But even if one were to accept the clearly false proposition that Osama bin Laden was the most powerful and dangerous criminal in the world, and even if one were to accept the flatly immoral proposition that there are circumstances of such immediacy and lethal potential that justify torture, torture in pursuit of this man still wasn't worth it.

I don't find Zero Dark Thirty morally ambiguous. I don't think Kathryn Bigelow meant to glorify torture; I think she meant to hold up a mirror.

If the events depicted in the film are true, we destroyed lives in the most repugnant way imaginable to get revenge on a madman. We cashed in a century of setting of moral leadership to kill one guy. Forget about whether it was worth it. Is this who we want to be?

Inside a Pan Am a warehouse

Redondo Beach, Calif., resident Andrew Toth has build a mock-up of a 1970s-era jumbo:

The new cabin - about 60 feet long, stretching from the airplane's nose to the front of the wing - is an almost exact replication of a 1970s and '80s vintage 747.

In addition to first class, Toth installed 26 powder blue seats in what was called Clipper Class - a premium economy class section with extra legroom.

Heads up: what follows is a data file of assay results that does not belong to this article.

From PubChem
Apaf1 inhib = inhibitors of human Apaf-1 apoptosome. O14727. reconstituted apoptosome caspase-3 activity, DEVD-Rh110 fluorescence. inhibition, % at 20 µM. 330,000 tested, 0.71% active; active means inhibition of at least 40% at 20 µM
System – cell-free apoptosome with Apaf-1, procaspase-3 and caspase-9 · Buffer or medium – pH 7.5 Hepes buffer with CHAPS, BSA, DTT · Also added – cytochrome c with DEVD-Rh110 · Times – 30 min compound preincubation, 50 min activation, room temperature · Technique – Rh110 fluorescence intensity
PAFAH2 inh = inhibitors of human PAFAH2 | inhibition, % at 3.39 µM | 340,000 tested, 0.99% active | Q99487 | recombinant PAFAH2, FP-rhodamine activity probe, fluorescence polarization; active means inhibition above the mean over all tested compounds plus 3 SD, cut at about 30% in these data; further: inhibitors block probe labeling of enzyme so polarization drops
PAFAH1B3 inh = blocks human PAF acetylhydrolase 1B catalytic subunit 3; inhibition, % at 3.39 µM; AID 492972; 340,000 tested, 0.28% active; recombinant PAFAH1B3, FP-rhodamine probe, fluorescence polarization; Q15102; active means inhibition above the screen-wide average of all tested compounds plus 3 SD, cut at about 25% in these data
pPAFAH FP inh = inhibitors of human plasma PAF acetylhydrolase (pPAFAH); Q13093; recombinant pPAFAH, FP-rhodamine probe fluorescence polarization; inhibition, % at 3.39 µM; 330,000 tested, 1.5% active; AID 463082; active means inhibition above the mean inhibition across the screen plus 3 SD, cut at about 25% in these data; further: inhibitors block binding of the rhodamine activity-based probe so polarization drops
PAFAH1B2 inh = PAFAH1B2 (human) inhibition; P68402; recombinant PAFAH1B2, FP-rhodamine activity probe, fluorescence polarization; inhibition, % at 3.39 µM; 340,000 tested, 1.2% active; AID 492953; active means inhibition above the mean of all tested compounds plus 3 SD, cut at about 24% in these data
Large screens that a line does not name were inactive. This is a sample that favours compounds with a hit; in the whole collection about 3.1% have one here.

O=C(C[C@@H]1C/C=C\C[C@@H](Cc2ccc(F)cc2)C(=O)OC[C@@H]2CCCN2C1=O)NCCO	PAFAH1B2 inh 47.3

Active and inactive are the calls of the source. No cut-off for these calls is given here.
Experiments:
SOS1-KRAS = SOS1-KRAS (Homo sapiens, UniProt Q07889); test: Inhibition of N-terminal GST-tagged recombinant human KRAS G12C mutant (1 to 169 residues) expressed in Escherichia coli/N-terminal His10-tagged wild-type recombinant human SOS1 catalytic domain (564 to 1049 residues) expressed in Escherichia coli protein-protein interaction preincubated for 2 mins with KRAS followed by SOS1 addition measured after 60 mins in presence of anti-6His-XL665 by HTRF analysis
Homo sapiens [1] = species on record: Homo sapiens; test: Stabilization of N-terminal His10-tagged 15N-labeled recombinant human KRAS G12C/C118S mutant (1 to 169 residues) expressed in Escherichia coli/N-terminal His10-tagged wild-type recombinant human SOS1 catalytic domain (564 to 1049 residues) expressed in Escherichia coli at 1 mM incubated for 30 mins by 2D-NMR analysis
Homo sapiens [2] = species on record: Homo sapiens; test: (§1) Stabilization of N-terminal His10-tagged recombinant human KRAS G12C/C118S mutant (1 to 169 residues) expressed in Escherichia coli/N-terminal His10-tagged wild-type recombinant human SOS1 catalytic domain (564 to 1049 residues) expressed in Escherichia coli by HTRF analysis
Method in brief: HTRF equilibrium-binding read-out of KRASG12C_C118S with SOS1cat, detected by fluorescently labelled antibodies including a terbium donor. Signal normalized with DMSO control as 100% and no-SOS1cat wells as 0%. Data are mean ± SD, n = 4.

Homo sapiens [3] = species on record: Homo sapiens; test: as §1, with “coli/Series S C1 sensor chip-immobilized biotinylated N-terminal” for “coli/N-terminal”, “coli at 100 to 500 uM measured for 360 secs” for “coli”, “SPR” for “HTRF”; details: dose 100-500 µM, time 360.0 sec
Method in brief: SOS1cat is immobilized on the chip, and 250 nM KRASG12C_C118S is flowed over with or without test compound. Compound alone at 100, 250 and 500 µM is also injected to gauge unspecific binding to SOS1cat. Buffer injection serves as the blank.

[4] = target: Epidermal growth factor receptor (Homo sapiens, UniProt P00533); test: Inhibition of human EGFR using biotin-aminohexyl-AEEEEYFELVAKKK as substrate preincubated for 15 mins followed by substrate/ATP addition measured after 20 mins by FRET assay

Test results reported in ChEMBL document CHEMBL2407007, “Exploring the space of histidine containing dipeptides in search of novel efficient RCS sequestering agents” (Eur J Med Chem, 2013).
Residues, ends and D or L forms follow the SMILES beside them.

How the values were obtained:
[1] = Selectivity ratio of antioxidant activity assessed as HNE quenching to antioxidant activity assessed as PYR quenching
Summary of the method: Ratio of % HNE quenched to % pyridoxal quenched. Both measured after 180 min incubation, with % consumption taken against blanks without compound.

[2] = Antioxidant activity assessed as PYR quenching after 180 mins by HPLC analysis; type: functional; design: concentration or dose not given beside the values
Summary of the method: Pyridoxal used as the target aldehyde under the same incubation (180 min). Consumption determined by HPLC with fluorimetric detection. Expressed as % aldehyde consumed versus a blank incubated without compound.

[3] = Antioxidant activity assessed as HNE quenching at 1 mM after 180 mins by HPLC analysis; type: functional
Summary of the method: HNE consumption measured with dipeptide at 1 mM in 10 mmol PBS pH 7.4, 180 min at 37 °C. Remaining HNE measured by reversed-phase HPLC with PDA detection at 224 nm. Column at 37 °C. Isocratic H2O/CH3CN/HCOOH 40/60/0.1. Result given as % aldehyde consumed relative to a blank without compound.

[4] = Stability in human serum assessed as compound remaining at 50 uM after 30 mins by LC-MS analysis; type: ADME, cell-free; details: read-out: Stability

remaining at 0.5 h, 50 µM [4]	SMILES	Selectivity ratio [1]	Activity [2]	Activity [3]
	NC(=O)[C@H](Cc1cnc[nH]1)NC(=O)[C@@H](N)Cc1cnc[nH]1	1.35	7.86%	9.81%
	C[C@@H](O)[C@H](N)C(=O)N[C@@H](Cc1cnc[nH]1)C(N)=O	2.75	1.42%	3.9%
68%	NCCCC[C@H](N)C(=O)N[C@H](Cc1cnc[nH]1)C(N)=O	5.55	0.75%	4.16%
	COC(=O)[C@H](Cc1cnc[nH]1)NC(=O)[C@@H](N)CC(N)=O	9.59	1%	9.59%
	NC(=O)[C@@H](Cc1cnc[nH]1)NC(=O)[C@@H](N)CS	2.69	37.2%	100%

Much of his plane is a former Japan Airlines 747 he rescued from storage space for retired airplanes in the Mojave desert.

Perhaps most impressive, the first-class galley, or kitchen, came in one 800-pound piece from Mojave, trucked on a tractor-trailer and moved by four men from the parking area into his space. Contractor Doug Bernhardt was in charge of making it all fit together.

"We get a picture, and we look at it and he says, `This is what I want it to look like,"' Bernhardt said. "That's the magic in it. That's where you have to have an imagination."

While most of the interior is real, Toth uses some re-creations. But things must be perfect. His upper deck tables were constructed incorrectly, and while only serious Pan Am lovers can tell the difference, Toth had them remade. "Unless it looks exactly like it did when I was a kid, I'm not going to be happy."